Congressional Republicans and Democrats in Washington drew battle lines Tuesday over a package of self-driving vehicle bills that would pre-empt state-level regulations, including those in the final stages of development in California.
U.S. House Republicans have unveiled 14 draft bills that seek to expand the federal government’s role in setting rules for testing, developing and making road-ready highly autonomous vehicles. The legislation responds to industry concerns that individual states are creating a patchwork of potentially conflicting laws to oversee the emerging industry.
“The question is, do you want these cars to stop at every state line because every state would have a different system,” said U.S. Rep. Greg Walden, R-Oregon, at a hearing of the House Digital Commerce and Consumer Protection subcommittee. “We’ve never done that in America with autos.”
Democrats and consumer advocates, while touting driverless cars’ potential for slashing the number of road and highway fatalities, expressed skepticism of attempts to pre-empt state laws when the National Highway Transportation Safety Administration has not adopted standards for autonomous vehicle features.
“I know of no law in which Congress has attempted to preclude states from acting when neither it nor any federal agency has taken any action in that subject area,” Alan Morrison, the associate dean for public interest and public service law at George Washington University Law School, told the committee.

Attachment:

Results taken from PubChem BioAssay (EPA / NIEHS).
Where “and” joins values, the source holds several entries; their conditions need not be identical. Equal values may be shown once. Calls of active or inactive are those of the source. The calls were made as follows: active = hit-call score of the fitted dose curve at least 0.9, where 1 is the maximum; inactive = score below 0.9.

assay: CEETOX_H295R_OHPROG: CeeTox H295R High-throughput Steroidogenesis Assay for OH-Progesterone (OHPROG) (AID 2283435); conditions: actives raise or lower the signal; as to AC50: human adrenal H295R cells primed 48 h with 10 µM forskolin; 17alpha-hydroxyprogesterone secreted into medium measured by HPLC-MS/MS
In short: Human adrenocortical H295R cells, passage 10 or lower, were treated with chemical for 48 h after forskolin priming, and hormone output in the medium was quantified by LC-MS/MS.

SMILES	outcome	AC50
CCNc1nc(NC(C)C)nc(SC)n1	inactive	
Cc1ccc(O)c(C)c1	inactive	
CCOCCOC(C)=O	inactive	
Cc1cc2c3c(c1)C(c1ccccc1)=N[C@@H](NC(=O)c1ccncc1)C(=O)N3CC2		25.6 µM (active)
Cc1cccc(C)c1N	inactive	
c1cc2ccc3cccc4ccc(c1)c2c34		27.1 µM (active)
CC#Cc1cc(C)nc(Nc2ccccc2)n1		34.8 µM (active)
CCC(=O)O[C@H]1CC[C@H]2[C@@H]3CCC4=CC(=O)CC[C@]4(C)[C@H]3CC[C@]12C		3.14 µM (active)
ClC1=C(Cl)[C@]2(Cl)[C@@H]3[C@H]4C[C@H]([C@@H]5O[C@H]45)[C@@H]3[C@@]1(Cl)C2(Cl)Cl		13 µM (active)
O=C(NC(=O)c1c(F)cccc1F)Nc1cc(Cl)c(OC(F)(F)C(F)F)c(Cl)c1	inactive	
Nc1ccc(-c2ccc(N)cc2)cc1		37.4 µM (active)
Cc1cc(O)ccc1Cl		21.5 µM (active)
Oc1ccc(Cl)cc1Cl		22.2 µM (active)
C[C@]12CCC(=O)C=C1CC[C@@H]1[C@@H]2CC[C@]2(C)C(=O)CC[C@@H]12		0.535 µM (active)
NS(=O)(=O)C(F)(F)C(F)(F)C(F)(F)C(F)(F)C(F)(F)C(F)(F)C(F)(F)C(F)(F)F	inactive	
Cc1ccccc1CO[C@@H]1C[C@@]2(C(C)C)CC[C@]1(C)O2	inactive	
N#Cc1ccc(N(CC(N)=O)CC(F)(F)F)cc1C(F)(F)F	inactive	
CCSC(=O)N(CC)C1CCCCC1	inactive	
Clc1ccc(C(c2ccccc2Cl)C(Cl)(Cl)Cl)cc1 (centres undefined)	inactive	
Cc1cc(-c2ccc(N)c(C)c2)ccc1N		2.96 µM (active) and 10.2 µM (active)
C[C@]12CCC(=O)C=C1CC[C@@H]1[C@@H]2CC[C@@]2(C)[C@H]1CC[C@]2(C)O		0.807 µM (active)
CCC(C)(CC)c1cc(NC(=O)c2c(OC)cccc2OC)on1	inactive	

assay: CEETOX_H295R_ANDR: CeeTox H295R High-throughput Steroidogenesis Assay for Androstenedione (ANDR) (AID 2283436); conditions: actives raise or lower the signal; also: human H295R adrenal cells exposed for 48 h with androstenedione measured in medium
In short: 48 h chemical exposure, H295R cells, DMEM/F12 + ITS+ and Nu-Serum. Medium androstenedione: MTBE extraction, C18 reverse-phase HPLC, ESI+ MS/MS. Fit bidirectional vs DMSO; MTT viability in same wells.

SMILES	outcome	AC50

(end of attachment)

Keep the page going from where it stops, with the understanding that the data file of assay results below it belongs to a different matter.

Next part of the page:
“There will always be questions about how much overlap there is between what the federal government has done and what the state wants to do, but that always assumes some federal action to support pre-emption,” Morrison said.
The Obama administration in September rolled out broad guidance for the driverless-car industry, laying out a prominent role for federal regulators to oversee testing, development and operations for the vehicles. President Donald Trump, however, has emphasized deregulation in many government sectors and in February new Transportation Secretary Elaine Chao said the policy was subject to change.
In the absence of any additional federal action, states have taken different approaches. California regulators held the final public hearing in April in what has been a years-long process of adopting rules for operating the vehicles on public roads.
“The DMV received a lot of helpful public input during the 45-day comment period,” a DMV spokesperson said. “We’re currently going through all of that and still working toward having the regulations finalized by the end of the year.”